The Department of Public Health and Human Services (DPHHS) reminds parents that it is not too early to start thinking about back-to-school immunizations.
Parents need to be aware that the immunization requirements in Montana have been changed.
During the 2015 Legislative session, Governor Bullock signed into law House Bill 158 that added two more vaccines a student needs for school attendance. The law is effective October 1, 2015.
For the coming school year, students will need to be vaccinated against varicella disease, more commonly known as chickenpox. All students in kindergarten through 12th grade will need to have two doses of varicella vaccine. Students attending a preschool or prekindergarten will need one dose of varicella. If a student has already had a case of chickenpox, documentation from a physician can be accepted in lieu of the vaccine. Additionally, students who already had two doses of the vaccine do not need to repeat it.
According to DPHHS officials, many students may already be current on their immunizations. “National surveys show that many students are already in compliance with the new law,” said Jim Murphy, chief of the DPHHS Communicable Disease Control and Prevention Bureau. “Parents may just need to check their child’s immunization status and provide an update to the school.”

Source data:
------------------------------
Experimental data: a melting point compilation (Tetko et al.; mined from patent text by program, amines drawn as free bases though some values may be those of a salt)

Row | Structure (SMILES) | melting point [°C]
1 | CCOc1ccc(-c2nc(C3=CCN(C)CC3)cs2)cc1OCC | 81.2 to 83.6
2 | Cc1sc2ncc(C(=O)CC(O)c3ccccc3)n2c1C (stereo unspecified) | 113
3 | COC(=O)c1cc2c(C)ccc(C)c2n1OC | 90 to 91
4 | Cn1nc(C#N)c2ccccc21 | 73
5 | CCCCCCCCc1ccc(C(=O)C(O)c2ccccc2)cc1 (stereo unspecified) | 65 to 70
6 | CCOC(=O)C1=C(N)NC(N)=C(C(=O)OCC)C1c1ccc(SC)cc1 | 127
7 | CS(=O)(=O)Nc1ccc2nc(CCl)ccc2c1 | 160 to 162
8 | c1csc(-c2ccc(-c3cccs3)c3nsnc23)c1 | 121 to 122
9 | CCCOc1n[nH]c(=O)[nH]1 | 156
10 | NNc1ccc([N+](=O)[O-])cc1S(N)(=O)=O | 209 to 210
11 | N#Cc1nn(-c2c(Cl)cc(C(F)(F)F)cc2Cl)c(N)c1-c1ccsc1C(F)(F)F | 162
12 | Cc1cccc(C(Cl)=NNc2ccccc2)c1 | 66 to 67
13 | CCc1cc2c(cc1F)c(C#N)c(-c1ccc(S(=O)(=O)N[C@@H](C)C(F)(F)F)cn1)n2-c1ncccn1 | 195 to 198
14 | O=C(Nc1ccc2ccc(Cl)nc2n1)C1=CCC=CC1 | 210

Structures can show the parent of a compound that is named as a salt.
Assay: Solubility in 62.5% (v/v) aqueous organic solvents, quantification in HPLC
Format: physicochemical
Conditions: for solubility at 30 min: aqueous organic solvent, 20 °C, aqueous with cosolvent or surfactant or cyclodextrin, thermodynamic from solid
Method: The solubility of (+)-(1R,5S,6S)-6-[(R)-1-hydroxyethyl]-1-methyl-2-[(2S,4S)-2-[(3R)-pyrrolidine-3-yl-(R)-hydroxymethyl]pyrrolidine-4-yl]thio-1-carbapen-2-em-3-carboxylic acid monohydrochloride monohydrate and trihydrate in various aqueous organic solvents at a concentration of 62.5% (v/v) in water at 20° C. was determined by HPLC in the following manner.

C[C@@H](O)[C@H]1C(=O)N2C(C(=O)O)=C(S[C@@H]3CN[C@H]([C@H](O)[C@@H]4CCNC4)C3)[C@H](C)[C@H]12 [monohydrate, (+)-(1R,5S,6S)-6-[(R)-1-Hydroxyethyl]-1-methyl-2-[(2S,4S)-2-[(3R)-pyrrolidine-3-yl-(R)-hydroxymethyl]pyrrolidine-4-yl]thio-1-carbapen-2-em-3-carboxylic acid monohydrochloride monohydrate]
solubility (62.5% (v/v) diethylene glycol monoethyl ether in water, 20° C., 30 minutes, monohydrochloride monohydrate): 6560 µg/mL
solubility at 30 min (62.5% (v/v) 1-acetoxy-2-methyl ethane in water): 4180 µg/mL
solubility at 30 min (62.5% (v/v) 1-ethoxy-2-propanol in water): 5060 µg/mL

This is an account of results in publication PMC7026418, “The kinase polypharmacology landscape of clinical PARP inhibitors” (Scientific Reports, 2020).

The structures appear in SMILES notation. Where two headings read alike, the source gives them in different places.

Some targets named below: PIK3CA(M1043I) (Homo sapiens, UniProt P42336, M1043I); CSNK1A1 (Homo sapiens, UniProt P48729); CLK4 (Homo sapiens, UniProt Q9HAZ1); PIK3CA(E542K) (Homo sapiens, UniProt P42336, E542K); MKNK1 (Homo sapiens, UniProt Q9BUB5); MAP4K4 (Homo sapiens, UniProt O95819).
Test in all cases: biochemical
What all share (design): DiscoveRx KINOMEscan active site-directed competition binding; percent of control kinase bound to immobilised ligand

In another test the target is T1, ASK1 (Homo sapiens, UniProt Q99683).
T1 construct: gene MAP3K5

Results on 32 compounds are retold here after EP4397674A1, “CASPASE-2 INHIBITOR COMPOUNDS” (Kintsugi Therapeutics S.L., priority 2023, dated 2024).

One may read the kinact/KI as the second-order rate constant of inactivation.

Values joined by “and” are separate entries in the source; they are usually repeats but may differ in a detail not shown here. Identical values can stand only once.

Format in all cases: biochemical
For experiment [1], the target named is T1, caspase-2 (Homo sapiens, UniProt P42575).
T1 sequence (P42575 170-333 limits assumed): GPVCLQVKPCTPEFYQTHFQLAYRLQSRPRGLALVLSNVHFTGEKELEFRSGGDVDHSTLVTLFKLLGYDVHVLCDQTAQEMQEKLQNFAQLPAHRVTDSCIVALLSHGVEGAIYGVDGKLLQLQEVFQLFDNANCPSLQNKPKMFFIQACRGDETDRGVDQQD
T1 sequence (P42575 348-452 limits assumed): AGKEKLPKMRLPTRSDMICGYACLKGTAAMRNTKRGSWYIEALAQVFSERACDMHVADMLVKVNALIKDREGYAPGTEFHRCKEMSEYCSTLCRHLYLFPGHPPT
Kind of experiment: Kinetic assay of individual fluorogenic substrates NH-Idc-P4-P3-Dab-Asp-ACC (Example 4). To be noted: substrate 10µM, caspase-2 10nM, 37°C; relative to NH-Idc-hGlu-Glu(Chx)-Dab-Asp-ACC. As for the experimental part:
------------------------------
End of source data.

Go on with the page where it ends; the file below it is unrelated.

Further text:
Students in 7th -12th grades will also be required to have one dose of pertussis (whooping cough) containing vaccine. In previous years, only a Td, or tetanus/diphtheria, shot was required. The new law adds the pertussis component.
As long as a student has received at least one vaccine in the required series, that student may qualify for a conditional attendance as allowed by current regulations. A conditional attendance provision allows the student to stay in school while they finish the required shots.
The changes to the law were made to bring Montana’s immunization requirements more in line with the most current immunization recommendations made by the Advisory Committee on Immunization Practice (ACIP). Of note, Montana was the only state that did not require the varicella series and one of five not requiring a pertussis booster at middle school for attendance.
Additionally, the new requirements are intended to reduce the incidence of diseases like chickenpox and whooping cough both in school settings and in the community. Montana’s rates for both of these diseases are typically higher than any other state in the region.
DPHHS encourages parents to talk to their family physician or local health department should they have questions about whether or not their child has the necessary shots for school.
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